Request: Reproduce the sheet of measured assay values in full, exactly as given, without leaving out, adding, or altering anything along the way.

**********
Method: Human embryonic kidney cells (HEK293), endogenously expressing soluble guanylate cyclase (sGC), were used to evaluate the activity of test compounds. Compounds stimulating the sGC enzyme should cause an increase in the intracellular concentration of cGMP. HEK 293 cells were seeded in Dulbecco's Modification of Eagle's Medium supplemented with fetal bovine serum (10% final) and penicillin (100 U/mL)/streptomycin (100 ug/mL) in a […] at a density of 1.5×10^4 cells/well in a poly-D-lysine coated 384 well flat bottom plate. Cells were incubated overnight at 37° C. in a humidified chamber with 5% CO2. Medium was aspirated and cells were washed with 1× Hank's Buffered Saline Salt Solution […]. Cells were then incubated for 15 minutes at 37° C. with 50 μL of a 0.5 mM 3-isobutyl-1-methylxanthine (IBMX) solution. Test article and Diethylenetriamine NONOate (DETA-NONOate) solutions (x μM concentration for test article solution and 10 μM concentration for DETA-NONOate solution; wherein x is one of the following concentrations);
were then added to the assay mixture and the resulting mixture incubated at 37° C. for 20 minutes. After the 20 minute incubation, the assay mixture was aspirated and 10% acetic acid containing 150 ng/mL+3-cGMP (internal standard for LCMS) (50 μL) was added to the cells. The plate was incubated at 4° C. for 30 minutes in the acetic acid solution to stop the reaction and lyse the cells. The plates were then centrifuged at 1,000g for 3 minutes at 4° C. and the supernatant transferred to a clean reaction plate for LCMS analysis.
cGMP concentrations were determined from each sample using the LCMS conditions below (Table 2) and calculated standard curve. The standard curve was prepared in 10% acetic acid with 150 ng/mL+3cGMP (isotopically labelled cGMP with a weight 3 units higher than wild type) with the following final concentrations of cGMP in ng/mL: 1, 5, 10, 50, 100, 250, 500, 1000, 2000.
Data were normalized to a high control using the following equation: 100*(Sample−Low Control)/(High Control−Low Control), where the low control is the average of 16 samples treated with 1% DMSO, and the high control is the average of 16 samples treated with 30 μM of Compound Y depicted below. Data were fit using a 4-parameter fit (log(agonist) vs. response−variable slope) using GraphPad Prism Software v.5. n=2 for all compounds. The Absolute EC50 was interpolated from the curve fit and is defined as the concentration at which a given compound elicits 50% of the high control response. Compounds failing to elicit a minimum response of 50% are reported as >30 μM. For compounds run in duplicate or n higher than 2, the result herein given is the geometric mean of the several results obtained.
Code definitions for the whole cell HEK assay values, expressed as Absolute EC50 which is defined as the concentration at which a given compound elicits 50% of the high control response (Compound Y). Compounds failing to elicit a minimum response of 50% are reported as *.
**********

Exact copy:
Method: Human embryonic kidney cells (HEK293), endogenously expressing soluble guanylate cyclase (sGC), were used to evaluate the activity of test compounds. Compounds stimulating the sGC enzyme should cause an increase in the intracellular concentration of cGMP. HEK 293 cells were seeded in Dulbecco's Modification of Eagle's Medium supplemented with fetal bovine serum (10% final) and penicillin (100 U/mL)/streptomycin (100 ug/mL) in a […] at a density of 1.5×10^4 cells/well in a poly-D-lysine coated 384 well flat bottom plate. Cells were incubated overnight at 37° C. in a humidified chamber with 5% CO2. Medium was aspirated and cells were washed with 1× Hank's Buffered Saline Salt Solution […]. Cells were then incubated for 15 minutes at 37° C. with 50 μL of a 0.5 mM 3-isobutyl-1-methylxanthine (IBMX) solution. Test article and Diethylenetriamine NONOate (DETA-NONOate) solutions (x μM concentration for test article solution and 10 μM concentration for DETA-NONOate solution; wherein x is one of the following concentrations);
were then added to the assay mixture and the resulting mixture incubated at 37° C. for 20 minutes. After the 20 minute incubation, the assay mixture was aspirated and 10% acetic acid containing 150 ng/mL+3-cGMP (internal standard for LCMS) (50 μL) was added to the cells. The plate was incubated at 4° C. for 30 minutes in the acetic acid solution to stop the reaction and lyse the cells. The plates were then centrifuged at 1,000g for 3 minutes at 4° C. and the supernatant transferred to a clean reaction plate for LCMS analysis.
cGMP concentrations were determined from each sample using the LCMS conditions below (Table 2) and calculated standard curve. The standard curve was prepared in 10% acetic acid with 150 ng/mL+3cGMP (isotopically labelled cGMP with a weight 3 units higher than wild type) with the following final concentrations of cGMP in ng/mL: 1, 5, 10, 50, 100, 250, 500, 1000, 2000.
Data were normalized to a high control using the following equation: 100*(Sample−Low Control)/(High Control−Low Control), where the low control is the average of 16 samples treated with 1% DMSO, and the high control is the average of 16 samples treated with 30 μM of Compound Y depicted below. Data were fit using a 4-parameter fit (log(agonist) vs. response−variable slope) using GraphPad Prism Software v.5. n=2 for all compounds. The Absolute EC50 was interpolated from the curve fit and is defined as the concentration at which a given compound elicits 50% of the high control response. Compounds failing to elicit a minimum response of 50% are reported as >30 μM. For compounds run in duplicate or n higher than 2, the result herein given is the geometric mean of the several results obtained.
Code definitions for the whole cell HEK assay values, expressed as Absolute EC50 which is defined as the concentration at which a given compound elicits 50% of the high control response (Compound Y). Compounds failing to elicit a minimum response of 50% are reported as *.